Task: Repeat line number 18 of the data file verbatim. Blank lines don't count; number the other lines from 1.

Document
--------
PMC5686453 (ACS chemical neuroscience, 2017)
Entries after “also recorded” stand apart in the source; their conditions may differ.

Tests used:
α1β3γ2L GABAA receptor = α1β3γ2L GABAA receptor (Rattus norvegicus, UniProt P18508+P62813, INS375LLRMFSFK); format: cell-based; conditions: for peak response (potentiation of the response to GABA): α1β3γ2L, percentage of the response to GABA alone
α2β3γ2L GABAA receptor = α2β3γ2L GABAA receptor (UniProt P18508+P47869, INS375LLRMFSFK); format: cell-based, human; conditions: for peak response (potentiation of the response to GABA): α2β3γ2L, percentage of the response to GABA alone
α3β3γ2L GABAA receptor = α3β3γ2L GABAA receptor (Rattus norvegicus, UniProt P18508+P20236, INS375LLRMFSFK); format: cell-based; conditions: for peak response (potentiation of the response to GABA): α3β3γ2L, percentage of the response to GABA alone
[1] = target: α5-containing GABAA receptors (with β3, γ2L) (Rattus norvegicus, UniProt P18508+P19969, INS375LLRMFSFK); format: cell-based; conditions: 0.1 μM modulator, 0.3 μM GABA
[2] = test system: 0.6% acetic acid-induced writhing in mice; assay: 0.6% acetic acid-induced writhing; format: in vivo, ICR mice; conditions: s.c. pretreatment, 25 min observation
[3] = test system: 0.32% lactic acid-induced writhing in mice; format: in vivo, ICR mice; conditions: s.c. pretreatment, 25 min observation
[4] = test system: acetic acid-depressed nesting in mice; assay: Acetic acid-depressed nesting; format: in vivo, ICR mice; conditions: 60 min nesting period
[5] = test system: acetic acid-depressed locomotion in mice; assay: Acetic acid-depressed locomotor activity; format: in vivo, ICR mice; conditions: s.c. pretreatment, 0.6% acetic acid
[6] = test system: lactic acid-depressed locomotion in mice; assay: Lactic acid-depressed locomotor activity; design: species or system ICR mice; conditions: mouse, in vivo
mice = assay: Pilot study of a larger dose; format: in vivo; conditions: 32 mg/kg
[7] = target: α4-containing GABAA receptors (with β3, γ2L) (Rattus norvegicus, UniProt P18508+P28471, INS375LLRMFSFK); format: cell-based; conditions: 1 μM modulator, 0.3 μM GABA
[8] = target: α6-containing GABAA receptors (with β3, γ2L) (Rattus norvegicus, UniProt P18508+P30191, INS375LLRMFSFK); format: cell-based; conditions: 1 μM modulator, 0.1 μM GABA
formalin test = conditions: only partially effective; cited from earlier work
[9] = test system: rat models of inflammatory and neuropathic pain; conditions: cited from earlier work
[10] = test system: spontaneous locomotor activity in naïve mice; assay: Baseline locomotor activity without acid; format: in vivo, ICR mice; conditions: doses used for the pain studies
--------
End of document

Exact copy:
[10] = test system: spontaneous locomotor activity in naïve mice; assay: Baseline locomotor activity without acid; format: in vivo, ICR mice; conditions: doses used for the pain studies